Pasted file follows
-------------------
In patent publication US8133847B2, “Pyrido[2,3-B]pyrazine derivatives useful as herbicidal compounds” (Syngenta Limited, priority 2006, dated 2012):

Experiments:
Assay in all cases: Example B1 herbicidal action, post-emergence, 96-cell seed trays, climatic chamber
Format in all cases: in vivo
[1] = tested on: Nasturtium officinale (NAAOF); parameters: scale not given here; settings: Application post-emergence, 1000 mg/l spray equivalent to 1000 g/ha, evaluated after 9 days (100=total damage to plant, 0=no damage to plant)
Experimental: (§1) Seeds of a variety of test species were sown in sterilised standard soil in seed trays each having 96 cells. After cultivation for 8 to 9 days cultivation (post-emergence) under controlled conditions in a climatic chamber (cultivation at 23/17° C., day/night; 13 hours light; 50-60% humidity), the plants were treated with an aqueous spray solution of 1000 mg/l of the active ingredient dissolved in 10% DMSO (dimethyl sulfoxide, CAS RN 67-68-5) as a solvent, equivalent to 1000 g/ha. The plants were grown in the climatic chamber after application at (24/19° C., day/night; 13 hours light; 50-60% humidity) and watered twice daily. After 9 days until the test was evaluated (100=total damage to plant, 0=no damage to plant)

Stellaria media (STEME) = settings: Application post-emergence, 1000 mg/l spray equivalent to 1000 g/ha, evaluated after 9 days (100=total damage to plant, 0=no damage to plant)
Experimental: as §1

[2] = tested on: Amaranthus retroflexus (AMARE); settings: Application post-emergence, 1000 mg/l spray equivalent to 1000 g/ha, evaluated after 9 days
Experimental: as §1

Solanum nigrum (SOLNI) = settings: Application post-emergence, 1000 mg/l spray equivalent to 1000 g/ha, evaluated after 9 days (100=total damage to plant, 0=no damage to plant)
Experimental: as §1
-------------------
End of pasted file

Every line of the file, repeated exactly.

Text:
In patent publication US8133847B2, “Pyrido[2,3-B]pyrazine derivatives useful as herbicidal compounds” (Syngenta Limited, priority 2006, dated 2012):

Experiments:
Assay in all cases: Example B1 herbicidal action, post-emergence, 96-cell seed trays, climatic chamber
Format in all cases: in vivo
[1] = tested on: Nasturtium officinale (NAAOF); parameters: scale not given here; settings: Application post-emergence, 1000 mg/l spray equivalent to 1000 g/ha, evaluated after 9 days (100=total damage to plant, 0=no damage to plant)
Experimental: (§1) Seeds of a variety of test species were sown in sterilised standard soil in seed trays each having 96 cells. After cultivation for 8 to 9 days cultivation (post-emergence) under controlled conditions in a climatic chamber (cultivation at 23/17° C., day/night; 13 hours light; 50-60% humidity), the plants were treated with an aqueous spray solution of 1000 mg/l of the active ingredient dissolved in 10% DMSO (dimethyl sulfoxide, CAS RN 67-68-5) as a solvent, equivalent to 1000 g/ha. The plants were grown in the climatic chamber after application at (24/19° C., day/night; 13 hours light; 50-60% humidity) and watered twice daily. After 9 days until the test was evaluated (100=total damage to plant, 0=no damage to plant)

Stellaria media (STEME) = settings: Application post-emergence, 1000 mg/l spray equivalent to 1000 g/ha, evaluated after 9 days (100=total damage to plant, 0=no damage to plant)
Experimental: as §1

[2] = tested on: Amaranthus retroflexus (AMARE); settings: Application post-emergence, 1000 mg/l spray equivalent to 1000 g/ha, evaluated after 9 days
Experimental: as §1

Solanum nigrum (SOLNI) = settings: Application post-emergence, 1000 mg/l spray equivalent to 1000 g/ha, evaluated after 9 days (100=total damage to plant, 0=no damage to plant)
Experimental: as §1